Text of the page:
Jan’s in Park City, UT has maintained an impeccable reputation for customer service since it first opened its doors under founder Jan Peterson. 


In this week’s Revelation, I share the backstory behind Jackson’s List, a new feature on Realskiers.com.  Jackson’s List is, as the name implies, a list, in this case a searchable list of U.S. specialty ski shops that represent the best America has to offer. I call it Jackson’s List because it is solely my creation; I am the final arbiter of who is on the list and who is not.

My interest in identifying America’s best shops is intimately entwined with how Realskiers.com attends to the needs of its members. One of the principal perks of membership in Realskiers is direct access to me, so I can personalize a solution for each inquiry. For my recommendations to be realized, the customer must have access to a ski shop capable of meeting the needs at hand. 

Of course, many of my members already have a favorite shop, but for those whose allegiance has yet to be won, how do they know which of their possible alternatives will deliver the necessary services?

I’d love to be able to say, “Visit your nearest ski shop,” but that may not be your best option.  You see, it’s vital that the shop you patronize knows how to fit ski boots, which is not a talent one acquires accidentally. Chain sporting goods stores, to the limited degree to which they are a factor at all in the ski trade, seem institutionally incapable of cultivating or retaining competent bootfitters. 

But if chain stores were the only problem, I could just say, “Don’t buy at a big-box store,” and be done with it. But there’s more than one way to be bad, and it won’t be as evident as the architecture of its exterior. 

Allow me to veer slightly off my main line of argument to talk about the origin and evolution of the specialty ski channel.  Specialty ski shops usually begin as single-location, family-run affairs where the culture is set by the founding fathers and mothers. 

But no one lives forever, and eventually ownership will pass to a new generation or another new owner; some transitions are smooth, but many are not. The history of the past 40 years in ski specialty retailing is littered with second-generation train wrecks. And absorption into a larger network with centralized buying and attendant loss of local agency also has a spotty success rate.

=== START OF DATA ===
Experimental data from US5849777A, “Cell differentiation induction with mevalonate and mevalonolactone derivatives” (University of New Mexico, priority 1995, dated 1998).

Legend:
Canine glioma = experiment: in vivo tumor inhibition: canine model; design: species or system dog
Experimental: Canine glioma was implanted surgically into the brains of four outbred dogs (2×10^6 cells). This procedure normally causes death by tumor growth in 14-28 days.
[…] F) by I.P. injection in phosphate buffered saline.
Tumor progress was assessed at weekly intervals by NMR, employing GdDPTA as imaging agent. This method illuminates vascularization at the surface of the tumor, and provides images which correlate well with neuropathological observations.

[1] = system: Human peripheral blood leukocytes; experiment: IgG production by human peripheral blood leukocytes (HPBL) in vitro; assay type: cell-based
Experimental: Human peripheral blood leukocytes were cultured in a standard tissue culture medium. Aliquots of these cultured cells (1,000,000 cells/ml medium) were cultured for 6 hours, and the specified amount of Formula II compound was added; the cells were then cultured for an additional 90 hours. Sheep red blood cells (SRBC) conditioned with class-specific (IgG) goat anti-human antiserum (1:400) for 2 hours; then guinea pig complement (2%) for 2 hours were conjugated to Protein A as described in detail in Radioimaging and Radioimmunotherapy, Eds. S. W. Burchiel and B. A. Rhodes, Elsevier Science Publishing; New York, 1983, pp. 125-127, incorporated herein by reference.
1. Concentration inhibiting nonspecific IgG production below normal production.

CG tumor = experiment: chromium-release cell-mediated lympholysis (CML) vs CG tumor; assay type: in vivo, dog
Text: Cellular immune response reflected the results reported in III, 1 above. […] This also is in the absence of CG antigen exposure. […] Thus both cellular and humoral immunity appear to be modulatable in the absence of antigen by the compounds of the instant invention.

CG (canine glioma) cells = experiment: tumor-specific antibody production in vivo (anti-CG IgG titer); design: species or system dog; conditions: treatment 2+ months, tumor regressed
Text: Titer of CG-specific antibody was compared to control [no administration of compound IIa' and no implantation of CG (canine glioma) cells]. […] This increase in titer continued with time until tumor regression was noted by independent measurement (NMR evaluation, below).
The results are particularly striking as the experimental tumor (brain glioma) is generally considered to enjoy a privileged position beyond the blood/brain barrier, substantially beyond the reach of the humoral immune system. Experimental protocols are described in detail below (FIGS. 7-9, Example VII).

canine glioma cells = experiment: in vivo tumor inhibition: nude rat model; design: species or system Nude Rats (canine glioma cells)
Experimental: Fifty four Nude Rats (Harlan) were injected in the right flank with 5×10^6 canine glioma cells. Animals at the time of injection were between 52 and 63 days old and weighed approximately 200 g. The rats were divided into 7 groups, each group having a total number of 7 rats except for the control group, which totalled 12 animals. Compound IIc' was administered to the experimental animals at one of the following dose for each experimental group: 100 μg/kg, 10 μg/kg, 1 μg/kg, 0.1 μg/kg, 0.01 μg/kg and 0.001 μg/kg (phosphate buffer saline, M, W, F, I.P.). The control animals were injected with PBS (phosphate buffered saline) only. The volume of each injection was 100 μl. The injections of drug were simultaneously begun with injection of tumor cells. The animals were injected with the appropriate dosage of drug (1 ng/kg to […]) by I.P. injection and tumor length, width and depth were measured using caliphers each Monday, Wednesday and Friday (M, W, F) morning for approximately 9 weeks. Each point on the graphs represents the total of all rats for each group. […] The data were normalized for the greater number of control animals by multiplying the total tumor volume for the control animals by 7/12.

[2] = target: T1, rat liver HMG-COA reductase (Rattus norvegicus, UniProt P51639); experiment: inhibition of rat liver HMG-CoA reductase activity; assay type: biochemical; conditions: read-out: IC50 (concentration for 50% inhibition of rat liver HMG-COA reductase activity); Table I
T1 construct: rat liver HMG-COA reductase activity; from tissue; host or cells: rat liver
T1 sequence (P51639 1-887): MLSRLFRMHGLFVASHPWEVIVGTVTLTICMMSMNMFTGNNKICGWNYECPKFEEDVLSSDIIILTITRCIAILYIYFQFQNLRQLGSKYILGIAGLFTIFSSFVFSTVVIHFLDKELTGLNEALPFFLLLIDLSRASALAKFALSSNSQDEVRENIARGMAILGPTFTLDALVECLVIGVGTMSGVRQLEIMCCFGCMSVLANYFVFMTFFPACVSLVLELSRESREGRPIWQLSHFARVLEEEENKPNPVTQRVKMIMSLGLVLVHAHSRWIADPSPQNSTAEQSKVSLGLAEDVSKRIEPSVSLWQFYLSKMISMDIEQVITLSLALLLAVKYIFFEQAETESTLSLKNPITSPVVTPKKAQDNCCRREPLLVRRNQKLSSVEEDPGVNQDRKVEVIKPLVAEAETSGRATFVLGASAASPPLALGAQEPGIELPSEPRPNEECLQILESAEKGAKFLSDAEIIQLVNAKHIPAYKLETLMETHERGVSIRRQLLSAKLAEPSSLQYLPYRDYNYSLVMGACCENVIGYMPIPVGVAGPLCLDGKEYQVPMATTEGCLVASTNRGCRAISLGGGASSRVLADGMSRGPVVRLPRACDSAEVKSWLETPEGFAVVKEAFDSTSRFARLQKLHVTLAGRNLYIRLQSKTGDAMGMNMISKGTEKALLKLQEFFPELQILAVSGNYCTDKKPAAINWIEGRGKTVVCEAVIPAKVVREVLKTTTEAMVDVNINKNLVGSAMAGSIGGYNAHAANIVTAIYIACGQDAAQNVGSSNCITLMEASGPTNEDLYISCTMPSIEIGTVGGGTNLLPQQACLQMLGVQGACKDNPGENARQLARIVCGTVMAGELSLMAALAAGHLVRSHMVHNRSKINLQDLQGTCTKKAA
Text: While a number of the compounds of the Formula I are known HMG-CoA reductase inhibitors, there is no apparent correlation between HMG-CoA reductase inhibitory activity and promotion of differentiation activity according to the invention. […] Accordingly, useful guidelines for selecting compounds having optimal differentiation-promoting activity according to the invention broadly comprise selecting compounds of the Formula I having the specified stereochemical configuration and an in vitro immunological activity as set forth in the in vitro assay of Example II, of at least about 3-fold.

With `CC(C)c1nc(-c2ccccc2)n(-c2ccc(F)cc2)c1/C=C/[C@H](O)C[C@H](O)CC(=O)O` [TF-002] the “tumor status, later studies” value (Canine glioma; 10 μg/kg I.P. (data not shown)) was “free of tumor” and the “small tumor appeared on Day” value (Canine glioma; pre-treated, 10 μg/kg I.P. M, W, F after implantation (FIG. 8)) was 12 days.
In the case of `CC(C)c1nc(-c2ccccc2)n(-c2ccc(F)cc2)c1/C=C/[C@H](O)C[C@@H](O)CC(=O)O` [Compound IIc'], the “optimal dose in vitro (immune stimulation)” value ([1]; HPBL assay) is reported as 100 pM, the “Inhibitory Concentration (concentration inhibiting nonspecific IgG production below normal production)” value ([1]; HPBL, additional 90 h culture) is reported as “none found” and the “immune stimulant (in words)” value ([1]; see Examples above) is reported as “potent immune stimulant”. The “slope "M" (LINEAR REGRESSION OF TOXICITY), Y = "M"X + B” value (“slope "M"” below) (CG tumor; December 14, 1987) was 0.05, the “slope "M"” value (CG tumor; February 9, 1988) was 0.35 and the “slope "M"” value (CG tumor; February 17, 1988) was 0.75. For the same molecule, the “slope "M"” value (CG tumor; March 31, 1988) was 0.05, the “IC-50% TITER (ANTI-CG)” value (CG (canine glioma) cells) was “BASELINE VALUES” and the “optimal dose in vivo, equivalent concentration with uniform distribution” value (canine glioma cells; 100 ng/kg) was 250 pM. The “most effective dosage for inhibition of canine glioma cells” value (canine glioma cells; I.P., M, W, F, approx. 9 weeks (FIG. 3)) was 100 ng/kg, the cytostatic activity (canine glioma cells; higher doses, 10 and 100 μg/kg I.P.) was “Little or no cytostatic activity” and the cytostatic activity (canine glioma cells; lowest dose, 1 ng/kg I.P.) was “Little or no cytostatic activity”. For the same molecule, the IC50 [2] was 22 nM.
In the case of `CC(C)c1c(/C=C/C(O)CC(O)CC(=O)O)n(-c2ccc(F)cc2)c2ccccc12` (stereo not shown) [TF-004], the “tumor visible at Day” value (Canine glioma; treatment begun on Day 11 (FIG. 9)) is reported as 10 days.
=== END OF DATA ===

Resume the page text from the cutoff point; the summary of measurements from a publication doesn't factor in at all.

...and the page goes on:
Point being, any shop can claim to be stocked to the hilt with genuine experts; not many can back that up. There are only about 300 store fronts on Jackson’s List, which isn’t a lot for a nation with as many skiers as the U.S.  Remember, Jackson’s List makes no pretense of being all-inclusive; quite the contrary, the whole point is to cull the field down to those most likely to be competent where it counts.

How We Got Here

One might well wonder just how we got to the point where the ranks of specialty shops have been decimated and big-box outlets rendered irrelevant.  Somehow, over the course of three decades, the way skis were made, marketed and distributed gradually turned upside-down. 

Allow me to elucidate. Thirty years ago, by far the largest segment of the ski market was occupied by its lowest rung: cheap skis were packaged with entry-level bindings and sold by the boatload. In the fall, full-page newspaper ads ran to several pages as competing chains tried to entice bargain hunters. Chains like Herman’s, Gart’s, Cook’s, Sports Authority, Wolfe’s, Sunset, Sport Chalet and Oshman’s moved tens of thousands of units annually.

Above the price basement were a couple of intermediate levels that attracted the more experienced skier.  This, too, was a robust marketplace.  At the top of the pyramid were race skis, which were the undisputed choice of all experts, whether they raced or not. 

Now the base of the pricing pyramid has shrunk to a dull point as all the chains cited above, and all others like them, are gone.  There’s still a mid-market segment that serves the less active, less addicted skier, but by far the market’s largest, single slice teeters at the top.

What the hell happened?

 From a product and positioning standpoint, the seeds of change were sown in the early 1990’s, when three seismic ideas began their rise to dominance:

  • Rupert “Killy” Huber created the Atomic Powder Plus, around which coalesced a new category of wide-body powder skis.
  • Designers at Elan, Jurij Franko and Pavel Skofic, concocted the SCX (for SideCut eXperiment), Ivan Petkov debuted the S ski and Kneissl rolled out the Ergo, kicking off the Carving ski revolution.
  • Salomon followed up the launch of its monocoque ski line – all race skis, as befit the times – with a market segmentation story that made it possible to create today’s top-heavy market.

What Salomon did was position three skis – and attendant skier types – at the top of the product pyramid, where there used to be one. In addition to a Race line, called Equipe, Salomon added a Force model for the mogul skier and the EXP for the proficient technical skier or high-level instructor. 

The proliferation of shaped skis, wide-spread adoption of fat skis and the creation of an expert-level (equating to high price) model at every 10mm increment in waist width between 65mm and 120mm, enabled the modern ski market to survive.  As the overall market for Alpine skis shrank – eroded by

  • the collapse of the 2,000,000-pairs-a-year Japanese market,